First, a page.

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As more countries continue to open up for tourism, Japan has added 10 regions and countries, including Germany and Hong Kong, to its list of places where residents who have obtained vaccine passports will be met with eased entry restrictions.

On July 26, local governments started accepting applications for the vaccine passport, an official document used as proof of vaccination for overseas travel, from people who have received two doses of a coronavirus vaccine in Japan.

The following countries and regions were newly added to the list on Friday:

  • Germany: Vaccine passport holders will be exempt from submitting negative COVID-19 test results upon entry.
  • Honduras: Holders will be exempt from submitting negative COVID-19 test results conducted within 72 hours before arrival.
  • Hong Kong: Mandatory quarantine for holders will be 14 days at a designated hotel, shorter than the 21 days for those who have not been fully vaccinated.
  • Lithuania: Holders will be exempt from PCR testing within 72 hours before arrival and a 10-day quarantine upon entry.
  • St. Kitts and Nevis: Only vaccine passport holders are allowed entry, with a nine-day quarantine still necessary.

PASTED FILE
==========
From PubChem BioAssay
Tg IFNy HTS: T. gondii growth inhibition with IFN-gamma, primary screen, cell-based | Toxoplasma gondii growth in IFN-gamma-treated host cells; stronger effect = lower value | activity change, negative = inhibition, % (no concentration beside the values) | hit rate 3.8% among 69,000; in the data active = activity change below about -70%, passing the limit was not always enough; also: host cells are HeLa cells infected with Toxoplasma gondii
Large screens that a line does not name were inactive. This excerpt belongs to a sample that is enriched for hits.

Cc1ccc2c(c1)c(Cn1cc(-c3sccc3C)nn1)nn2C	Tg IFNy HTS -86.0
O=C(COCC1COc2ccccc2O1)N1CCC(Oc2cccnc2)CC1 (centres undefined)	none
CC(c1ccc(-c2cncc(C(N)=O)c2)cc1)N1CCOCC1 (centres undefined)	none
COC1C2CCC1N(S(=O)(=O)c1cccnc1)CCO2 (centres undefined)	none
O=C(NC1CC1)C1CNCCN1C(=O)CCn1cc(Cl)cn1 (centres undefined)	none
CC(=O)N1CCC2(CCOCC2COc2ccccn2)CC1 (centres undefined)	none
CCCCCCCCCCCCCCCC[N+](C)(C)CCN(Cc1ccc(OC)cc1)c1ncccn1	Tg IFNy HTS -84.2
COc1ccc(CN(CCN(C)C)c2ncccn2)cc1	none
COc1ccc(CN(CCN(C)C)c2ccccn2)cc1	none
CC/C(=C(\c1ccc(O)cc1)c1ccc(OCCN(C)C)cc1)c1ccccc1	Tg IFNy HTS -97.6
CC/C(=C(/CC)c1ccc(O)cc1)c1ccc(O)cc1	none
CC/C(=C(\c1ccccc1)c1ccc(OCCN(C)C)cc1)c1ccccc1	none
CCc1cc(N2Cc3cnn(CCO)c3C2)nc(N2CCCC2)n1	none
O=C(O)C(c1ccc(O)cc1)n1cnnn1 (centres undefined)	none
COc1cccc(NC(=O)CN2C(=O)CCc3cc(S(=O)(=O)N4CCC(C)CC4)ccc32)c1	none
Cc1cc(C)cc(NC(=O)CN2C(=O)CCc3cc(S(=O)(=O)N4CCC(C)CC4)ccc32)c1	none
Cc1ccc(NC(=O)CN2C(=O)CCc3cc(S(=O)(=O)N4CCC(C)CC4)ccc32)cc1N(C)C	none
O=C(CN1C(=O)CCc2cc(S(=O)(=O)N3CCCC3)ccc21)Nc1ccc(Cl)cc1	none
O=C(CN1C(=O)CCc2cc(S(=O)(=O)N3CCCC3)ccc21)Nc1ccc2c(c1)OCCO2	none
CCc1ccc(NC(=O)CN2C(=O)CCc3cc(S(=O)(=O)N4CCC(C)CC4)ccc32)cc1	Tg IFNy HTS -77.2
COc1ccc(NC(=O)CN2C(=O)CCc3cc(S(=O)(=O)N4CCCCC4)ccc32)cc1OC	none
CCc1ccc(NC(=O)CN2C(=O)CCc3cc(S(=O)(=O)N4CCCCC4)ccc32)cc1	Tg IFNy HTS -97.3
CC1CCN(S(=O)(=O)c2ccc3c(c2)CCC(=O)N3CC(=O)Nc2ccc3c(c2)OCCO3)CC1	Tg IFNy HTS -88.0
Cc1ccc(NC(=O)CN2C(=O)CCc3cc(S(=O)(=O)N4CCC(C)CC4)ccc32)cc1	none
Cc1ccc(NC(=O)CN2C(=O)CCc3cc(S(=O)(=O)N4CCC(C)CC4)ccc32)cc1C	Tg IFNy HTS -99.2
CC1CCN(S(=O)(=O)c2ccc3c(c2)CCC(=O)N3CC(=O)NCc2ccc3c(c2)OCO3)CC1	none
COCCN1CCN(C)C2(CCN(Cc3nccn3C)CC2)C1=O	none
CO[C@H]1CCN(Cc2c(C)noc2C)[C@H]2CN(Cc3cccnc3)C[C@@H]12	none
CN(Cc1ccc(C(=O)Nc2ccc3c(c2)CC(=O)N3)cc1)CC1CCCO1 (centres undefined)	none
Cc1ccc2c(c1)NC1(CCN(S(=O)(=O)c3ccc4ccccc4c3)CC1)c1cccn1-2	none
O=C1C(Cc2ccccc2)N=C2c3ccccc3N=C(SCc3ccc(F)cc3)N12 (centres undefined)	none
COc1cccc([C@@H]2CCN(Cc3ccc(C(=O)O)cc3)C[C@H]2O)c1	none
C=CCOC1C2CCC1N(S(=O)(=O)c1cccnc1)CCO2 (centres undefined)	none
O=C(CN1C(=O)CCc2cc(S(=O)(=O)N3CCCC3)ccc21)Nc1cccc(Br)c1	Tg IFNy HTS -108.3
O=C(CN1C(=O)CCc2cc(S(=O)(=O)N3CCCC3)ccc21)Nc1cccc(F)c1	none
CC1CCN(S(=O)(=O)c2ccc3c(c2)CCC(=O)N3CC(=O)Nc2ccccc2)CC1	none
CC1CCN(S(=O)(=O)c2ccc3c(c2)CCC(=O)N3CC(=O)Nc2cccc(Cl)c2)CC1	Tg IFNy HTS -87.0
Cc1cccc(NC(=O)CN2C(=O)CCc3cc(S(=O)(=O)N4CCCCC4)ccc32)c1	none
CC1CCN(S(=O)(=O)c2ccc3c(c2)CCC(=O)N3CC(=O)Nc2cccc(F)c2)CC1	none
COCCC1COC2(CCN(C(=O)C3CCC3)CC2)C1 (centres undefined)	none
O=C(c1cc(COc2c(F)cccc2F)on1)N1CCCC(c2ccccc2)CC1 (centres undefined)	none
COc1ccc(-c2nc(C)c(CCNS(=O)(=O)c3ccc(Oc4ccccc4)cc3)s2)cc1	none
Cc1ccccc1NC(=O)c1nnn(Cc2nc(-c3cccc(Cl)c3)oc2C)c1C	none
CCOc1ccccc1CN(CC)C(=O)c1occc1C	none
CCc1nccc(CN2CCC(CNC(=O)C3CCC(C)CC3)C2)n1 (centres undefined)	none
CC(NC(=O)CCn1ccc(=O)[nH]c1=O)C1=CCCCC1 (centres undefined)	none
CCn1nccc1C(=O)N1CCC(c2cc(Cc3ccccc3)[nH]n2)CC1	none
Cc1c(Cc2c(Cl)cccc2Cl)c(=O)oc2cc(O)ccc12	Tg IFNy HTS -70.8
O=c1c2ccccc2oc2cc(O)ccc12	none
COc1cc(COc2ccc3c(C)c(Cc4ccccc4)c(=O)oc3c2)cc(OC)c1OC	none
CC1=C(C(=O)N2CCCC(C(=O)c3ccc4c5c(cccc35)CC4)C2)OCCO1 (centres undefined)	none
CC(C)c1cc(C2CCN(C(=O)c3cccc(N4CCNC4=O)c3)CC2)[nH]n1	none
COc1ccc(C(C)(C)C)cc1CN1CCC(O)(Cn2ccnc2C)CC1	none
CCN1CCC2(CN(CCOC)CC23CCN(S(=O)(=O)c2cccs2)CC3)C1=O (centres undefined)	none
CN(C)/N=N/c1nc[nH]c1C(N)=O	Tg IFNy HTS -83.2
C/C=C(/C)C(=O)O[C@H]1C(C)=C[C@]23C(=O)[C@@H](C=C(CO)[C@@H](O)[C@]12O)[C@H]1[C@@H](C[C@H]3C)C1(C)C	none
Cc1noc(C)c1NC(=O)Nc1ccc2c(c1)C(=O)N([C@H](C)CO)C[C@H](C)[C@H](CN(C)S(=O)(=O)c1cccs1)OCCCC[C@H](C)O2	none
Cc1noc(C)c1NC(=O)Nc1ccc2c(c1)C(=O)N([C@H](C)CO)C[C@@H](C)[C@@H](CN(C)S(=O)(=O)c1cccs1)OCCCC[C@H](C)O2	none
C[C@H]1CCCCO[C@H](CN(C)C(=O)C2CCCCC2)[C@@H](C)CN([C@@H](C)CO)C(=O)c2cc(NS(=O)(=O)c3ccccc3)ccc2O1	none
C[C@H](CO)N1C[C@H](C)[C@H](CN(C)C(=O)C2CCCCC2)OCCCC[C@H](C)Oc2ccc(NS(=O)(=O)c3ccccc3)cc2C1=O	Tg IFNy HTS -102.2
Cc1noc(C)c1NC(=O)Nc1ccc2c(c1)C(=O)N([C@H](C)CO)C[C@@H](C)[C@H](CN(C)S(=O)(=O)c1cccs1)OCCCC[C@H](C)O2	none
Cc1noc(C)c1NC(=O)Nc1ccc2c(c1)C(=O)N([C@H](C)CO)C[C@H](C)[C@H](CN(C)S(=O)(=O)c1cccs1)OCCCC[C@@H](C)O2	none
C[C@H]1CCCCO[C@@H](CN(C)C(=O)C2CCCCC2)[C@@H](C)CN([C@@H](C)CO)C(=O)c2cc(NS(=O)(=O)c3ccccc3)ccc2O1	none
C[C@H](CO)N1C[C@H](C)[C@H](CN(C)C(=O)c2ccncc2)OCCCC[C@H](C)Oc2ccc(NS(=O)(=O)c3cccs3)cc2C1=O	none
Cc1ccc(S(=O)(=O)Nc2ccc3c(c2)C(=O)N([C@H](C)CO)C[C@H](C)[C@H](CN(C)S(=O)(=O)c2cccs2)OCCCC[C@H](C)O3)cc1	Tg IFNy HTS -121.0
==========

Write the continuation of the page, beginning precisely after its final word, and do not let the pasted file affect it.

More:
• St. Vincent and the Grenadines: The quarantine period for holders will be reduced to 48 hours.
  • Thailand’s islands of Phuket, Samui, Ko Pha-Ngan and Ko Tao: Holders will be exempt from a 14-day quarantine.

The vaccine passports can also be used in Austria, Bulgaria, Italy, Turkey and Poland. Travelers to South Korea will be exempt from a 14-day quarantine if they have proof of vaccination and are visiting for specific business, academic or humanitarian reasons.

The government is still negotiating with other nations and will add the countries to the list once they come to an agreement.

However, Japan is not allowing arrivals unrelated to the Tokyo Games to skip its own border control measures, which require all incoming travelers to self-isolate for 14 days upon entry, undergo tests for COVID-19 on arrival and avoid using public transportation.

A blanket entry ban also remains in place for new visa applicants, with some exceptions mainly based on humanitarian grounds — for families of Japanese nationals and permanent residents, for example.

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